Maryland officially becomes the 21st Medical Marijuana state (plus neighboring Washington D.C.) after Governor Martin O’Malley signed off on House Bill 881 which both allows limited medical marijuana access for patients and protects them from prosecution. While that medical access (like the whole East Coast’s) will take time, patience, and start off as prohibitive, Maryland’s decriminalization bill–SB 364–will have a great impact immediately.
The crime-riddled Maryland–Baltimore in particular–will fortunately see its police migrates towards preventing real crimes, while low-level marijuana offenders will face small fines ($100-$500 escalating) and no longer face harsh sentences (and racism). Like the other 17 states with decriminalization bills in place, this type of act is only a small one of progress, and does not not end prohibition.
People in Maryland can still go to jail for weed, and it’s most definitely not legal. That said, the previously anti–weed Governor O’Malley appears to be waking up to smell the Kush:
The marijuana decriminalization bill will make it easier for law enforcement to focus on higher priority crimes & drive down violence in MD
— Martin O’Malley (@GovernorOMalley) April 14, 2014
Yes, but again, that medical marijuana bill is a very restrictive one that won’t boost Maryland’s economy or eradicate its black market. In Maryland, patients remain without safe access (at least for the time being) and still must resort to illegal methods to get said weed.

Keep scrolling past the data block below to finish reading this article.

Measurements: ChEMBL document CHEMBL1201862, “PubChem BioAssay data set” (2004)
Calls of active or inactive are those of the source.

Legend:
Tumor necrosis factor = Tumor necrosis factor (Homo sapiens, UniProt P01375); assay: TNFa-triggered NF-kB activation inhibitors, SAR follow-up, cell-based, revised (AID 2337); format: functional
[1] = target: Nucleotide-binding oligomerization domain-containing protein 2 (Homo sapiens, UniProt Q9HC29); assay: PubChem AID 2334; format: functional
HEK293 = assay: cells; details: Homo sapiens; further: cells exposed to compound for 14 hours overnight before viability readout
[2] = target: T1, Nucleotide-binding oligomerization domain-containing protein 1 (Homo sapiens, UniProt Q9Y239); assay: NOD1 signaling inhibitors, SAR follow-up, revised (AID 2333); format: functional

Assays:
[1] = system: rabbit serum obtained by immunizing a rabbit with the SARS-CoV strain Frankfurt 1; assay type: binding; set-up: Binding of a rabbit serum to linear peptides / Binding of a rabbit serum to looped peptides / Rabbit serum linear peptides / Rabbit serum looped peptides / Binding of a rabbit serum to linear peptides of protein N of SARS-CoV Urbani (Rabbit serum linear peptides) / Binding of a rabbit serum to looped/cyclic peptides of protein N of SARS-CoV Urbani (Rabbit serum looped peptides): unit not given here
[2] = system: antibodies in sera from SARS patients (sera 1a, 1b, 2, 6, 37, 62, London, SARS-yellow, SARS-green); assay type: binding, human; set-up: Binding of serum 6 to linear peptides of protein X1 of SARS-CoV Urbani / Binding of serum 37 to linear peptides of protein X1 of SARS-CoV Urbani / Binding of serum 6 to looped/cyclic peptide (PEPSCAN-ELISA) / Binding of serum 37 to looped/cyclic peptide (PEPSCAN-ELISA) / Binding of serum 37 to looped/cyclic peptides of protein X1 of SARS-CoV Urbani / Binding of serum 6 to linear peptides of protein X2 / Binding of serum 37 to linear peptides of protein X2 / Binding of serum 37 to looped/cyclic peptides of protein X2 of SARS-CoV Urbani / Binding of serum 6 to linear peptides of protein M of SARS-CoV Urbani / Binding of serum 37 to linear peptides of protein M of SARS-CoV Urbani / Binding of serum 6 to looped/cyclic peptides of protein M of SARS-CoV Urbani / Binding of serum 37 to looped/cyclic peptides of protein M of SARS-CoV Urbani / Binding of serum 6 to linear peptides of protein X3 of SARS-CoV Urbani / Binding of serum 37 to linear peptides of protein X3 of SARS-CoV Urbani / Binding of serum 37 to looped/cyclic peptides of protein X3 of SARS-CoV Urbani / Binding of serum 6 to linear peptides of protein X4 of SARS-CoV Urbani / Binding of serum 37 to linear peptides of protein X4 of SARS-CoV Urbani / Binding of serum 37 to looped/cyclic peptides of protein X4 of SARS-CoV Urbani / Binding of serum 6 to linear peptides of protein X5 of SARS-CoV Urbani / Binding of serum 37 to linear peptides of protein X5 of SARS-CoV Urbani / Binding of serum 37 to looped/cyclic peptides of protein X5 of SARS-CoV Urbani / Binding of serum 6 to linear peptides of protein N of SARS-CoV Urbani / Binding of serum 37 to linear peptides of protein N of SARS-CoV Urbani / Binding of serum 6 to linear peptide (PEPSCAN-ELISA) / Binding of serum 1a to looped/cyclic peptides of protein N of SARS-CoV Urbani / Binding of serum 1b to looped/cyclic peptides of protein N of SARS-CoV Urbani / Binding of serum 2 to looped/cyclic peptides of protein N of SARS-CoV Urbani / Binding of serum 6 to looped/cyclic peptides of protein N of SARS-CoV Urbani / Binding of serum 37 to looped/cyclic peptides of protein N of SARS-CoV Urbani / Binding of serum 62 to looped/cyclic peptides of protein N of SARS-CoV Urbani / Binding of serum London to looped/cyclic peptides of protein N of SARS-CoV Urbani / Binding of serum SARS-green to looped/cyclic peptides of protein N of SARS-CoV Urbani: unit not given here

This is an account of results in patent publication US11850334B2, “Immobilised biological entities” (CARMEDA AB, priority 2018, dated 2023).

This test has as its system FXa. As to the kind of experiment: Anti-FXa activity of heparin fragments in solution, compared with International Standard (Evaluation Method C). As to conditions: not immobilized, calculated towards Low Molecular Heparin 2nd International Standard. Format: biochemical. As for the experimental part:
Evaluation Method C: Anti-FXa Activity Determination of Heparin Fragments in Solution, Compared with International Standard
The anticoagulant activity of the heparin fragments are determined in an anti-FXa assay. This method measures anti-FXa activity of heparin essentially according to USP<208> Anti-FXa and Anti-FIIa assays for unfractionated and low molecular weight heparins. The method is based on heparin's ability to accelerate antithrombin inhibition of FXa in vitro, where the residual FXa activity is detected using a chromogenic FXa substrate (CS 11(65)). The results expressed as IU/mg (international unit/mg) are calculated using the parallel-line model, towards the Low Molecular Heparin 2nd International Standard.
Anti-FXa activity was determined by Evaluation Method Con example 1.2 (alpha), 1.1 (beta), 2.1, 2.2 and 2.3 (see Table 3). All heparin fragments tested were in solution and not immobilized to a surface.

Fortunately, the Marijuana Policy Coalition of Maryland still has its foot to the gas pedal:
“This measure will prevent tens of thousands of Marylanders from facing life-altering criminal penalties simply for possessing a less harmful substance than alcohol. But there is still more work to be done. Although it is a step in the right direction, this legislation will not do anything to eliminate the problems associated with relegating the sales of marijuana to the underground market,” the statement read.
“We expect this issue will be taken up again next spring, and we are hopeful legislators will be ready to explore more comprehensive reform. Until marijuana is regulated and taxed similarly to alcohol, sales will remain uncontrolled and revenues will benefit criminal enterprises instead of legitimate, taxpaying businesses.” [WUSA9]
The good news: Maryland will soon have medical. The bad news: that medical won’t be available to most, and its decriminalization bill won’t take marijuana off the streets and into dispensaries.